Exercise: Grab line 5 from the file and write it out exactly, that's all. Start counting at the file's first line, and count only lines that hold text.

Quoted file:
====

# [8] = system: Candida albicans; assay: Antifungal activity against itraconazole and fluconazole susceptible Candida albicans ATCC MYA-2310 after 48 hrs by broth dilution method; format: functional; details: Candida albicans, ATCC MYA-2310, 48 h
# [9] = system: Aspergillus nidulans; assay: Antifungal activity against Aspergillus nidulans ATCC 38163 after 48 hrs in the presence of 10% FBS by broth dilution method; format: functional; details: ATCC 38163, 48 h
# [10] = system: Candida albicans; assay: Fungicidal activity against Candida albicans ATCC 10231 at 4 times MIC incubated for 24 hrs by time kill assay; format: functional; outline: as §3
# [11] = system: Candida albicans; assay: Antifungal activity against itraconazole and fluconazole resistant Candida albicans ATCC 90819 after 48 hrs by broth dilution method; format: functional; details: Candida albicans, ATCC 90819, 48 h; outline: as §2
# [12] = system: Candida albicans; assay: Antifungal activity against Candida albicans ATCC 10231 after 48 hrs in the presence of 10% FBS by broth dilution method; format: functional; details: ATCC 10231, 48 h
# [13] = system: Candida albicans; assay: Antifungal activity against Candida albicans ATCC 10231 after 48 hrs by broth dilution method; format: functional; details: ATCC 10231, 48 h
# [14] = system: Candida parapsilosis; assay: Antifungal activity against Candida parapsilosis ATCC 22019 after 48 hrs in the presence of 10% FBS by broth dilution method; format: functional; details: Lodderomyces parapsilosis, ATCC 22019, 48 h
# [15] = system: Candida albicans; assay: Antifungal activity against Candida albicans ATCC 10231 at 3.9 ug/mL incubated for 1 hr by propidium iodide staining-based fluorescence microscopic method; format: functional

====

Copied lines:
# [12] = system: Candida albicans; assay: Antifungal activity against Candida albicans ATCC 10231 after 48 hrs in the presence of 10% FBS by broth dilution method; format: functional; details: ATCC 10231, 48 h